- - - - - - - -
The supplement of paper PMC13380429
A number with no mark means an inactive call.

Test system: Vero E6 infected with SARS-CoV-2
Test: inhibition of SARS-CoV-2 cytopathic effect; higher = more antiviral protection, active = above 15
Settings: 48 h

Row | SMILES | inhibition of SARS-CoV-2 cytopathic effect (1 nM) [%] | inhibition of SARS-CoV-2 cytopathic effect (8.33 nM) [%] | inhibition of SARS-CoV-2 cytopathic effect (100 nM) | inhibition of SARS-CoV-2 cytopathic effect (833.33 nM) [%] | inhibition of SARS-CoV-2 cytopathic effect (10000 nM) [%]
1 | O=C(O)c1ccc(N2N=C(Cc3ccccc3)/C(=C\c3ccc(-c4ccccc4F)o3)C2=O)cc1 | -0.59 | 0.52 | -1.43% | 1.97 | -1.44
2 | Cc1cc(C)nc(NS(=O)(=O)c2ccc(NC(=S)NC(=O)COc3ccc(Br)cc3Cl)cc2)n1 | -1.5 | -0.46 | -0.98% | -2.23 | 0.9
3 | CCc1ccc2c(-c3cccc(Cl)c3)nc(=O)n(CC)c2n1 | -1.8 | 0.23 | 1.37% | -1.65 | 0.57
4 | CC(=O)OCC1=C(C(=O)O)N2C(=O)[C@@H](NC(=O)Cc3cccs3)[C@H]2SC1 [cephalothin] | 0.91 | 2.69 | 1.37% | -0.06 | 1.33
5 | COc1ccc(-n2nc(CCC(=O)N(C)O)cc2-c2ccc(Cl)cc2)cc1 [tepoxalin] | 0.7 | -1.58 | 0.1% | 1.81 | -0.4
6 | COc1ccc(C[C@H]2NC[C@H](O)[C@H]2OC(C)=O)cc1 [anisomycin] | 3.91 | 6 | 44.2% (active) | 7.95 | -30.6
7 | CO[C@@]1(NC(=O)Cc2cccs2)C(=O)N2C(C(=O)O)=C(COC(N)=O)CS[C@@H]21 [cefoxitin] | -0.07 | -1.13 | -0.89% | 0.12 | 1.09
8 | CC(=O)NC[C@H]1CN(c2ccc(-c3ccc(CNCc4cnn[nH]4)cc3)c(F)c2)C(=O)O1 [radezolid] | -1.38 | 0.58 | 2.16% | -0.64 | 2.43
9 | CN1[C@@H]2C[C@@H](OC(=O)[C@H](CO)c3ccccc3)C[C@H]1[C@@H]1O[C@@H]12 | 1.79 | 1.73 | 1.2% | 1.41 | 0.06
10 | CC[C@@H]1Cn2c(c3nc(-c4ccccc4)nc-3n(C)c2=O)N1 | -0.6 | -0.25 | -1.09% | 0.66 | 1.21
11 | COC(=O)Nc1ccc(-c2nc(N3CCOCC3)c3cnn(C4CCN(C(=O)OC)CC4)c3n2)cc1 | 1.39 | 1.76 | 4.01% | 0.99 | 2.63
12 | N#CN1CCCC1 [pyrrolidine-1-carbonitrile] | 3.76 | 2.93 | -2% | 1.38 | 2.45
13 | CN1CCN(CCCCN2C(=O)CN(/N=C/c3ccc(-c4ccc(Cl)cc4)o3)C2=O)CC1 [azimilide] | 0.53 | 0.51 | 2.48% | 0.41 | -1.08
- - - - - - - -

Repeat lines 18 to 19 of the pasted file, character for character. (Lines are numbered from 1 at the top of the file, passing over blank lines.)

12 | N#CN1CCCC1 [pyrrolidine-1-carbonitrile] | 3.76 | 2.93 | -2% | 1.38 | 2.45
13 | CN1CCN(CCCCN2C(=O)CN(/N=C/c3ccc(-c4ccc(Cl)cc4)o3)C2=O)CC1 [azimilide] | 0.53 | 0.51 | 2.48% | 0.41 | -1.08